You’ll need:
• One horse with a mane
• Said horse’s favorite treats
• A human with fingers
• Some sort of brush or comb

I credit my previous horse, Leader, with teaching me how to pull a mane. An off-the-track-Thoroughbred or OTTB, everything was bad, negative, and harmful until proven otherwise, and sometimes even then.

Having his mane pulled was something he was not particularly fond of, like many horses (especially Thoroughbreds). Rather than fight about it though, we worked out a win-win system where both of us got what we wanted and nobody had to give up anything! I call it the “Pull and Treat” method. Here’s how it works:

Step One: Brush/comb the mane and when the horse relaxes (drops his head, takes a breath, licks and chews, etc) give a treat. Repeat this step until the horse associates having his mane handled with getting a treat. This could take one session, a week’s worth of sessions, a month’s worth or more, depending on the horse’s history with mane handling. Be patient, consistent, and quick with the treat.

Step Two: Starting in the middle of the mane where the horse is least sensitive, pull 2-3 hairs, holding the crest of the neck at the same time with the other hand so the horse feels more pressure than pulling. Give the horse a treat. Repeat this step until the horse associates mane pulling with getting a treat.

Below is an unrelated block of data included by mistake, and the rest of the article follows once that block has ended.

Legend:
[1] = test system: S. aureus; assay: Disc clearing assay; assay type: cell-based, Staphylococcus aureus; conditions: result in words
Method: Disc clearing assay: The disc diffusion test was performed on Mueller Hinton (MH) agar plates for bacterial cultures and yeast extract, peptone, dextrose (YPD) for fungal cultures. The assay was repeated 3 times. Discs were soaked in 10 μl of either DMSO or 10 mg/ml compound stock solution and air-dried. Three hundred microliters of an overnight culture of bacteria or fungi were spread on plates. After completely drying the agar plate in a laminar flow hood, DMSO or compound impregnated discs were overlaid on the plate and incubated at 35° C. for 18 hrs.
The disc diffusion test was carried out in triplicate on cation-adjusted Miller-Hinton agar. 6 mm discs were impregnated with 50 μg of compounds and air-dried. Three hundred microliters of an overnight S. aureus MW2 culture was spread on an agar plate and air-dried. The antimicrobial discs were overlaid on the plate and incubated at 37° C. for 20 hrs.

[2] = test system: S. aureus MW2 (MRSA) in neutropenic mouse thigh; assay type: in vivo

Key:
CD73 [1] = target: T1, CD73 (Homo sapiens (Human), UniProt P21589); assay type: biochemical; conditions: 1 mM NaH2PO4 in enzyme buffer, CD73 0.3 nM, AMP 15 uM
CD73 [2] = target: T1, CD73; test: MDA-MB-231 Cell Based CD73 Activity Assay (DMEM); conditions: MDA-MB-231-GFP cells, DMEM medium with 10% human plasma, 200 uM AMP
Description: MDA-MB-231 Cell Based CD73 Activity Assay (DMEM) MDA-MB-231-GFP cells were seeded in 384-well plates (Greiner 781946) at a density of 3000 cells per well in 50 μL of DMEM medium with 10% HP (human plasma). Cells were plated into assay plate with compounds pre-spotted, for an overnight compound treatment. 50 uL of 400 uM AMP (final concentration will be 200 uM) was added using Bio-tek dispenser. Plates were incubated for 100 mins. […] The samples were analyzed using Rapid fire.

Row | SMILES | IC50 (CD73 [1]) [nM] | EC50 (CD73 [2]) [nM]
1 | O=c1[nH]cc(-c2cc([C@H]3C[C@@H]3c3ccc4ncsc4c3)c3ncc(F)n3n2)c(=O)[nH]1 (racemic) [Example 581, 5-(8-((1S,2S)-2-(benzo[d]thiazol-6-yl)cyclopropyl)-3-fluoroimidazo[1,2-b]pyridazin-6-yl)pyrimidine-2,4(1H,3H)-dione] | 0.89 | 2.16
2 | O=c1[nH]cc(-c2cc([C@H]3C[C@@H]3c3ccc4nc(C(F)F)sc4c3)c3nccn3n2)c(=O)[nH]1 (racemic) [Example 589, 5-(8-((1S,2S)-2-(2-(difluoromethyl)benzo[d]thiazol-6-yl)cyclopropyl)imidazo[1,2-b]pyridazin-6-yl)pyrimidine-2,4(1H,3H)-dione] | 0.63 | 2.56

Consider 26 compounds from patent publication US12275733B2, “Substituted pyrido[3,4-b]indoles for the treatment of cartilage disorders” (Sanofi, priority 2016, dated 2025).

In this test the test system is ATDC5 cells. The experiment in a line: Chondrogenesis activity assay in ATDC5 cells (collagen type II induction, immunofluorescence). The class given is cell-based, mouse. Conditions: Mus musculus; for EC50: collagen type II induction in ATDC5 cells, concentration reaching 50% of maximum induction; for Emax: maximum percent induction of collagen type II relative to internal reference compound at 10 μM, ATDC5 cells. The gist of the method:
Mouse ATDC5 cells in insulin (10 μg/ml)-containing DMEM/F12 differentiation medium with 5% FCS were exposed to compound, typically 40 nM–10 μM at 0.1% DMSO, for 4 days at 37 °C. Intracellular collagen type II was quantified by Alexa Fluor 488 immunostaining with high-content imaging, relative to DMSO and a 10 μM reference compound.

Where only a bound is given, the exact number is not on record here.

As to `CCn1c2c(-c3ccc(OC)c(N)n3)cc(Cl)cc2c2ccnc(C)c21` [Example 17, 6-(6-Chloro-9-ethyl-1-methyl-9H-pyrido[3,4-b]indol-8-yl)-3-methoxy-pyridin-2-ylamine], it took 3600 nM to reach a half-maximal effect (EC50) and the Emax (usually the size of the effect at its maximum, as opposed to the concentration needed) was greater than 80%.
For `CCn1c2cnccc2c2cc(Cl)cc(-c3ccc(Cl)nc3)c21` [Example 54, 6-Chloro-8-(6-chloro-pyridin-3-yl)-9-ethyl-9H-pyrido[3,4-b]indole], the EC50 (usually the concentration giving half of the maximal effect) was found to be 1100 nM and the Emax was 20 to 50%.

Step Three: Refine by brushing the mane, waiting for the horse’s head to drop, pulling a few times (not just once), then treating. My horses learned that they did not “earn” treats until their heads were down before, during, and after each pull. They NEVER got a treat when their heads were up. Even if their heads were down during the pull then came up, I always waited until the head dropped before giving a treat.

For both my horses, that was all that was needed! Until the end of Leader’s life, I could not walk into his stall or bring him out into the aisle that he didn’t offer his mane to be pulled by dropping his head to the ground. When there are peppermints to be had, turns out having your mane pulled isn’t such a big deal. Newman’s mane is not as thick so I don’t have to pull as often (in fact, the top third and bottom third never get pulled, just shortened using the Solocomb) so he hasn’t developed this habit.

However, there are times when I have to ask him to RAISE his head so I can see if his mane is level. He does love those Hilton Herballs!

If you need to pull your horse’s mane for competition, I hope this method works for the two of you, so that neither party has to stress and both sides get what they want. Note: feel free to incorporate a clicker into this training if it helps you or your horse understand that pulling hairs with the head down is the desired action.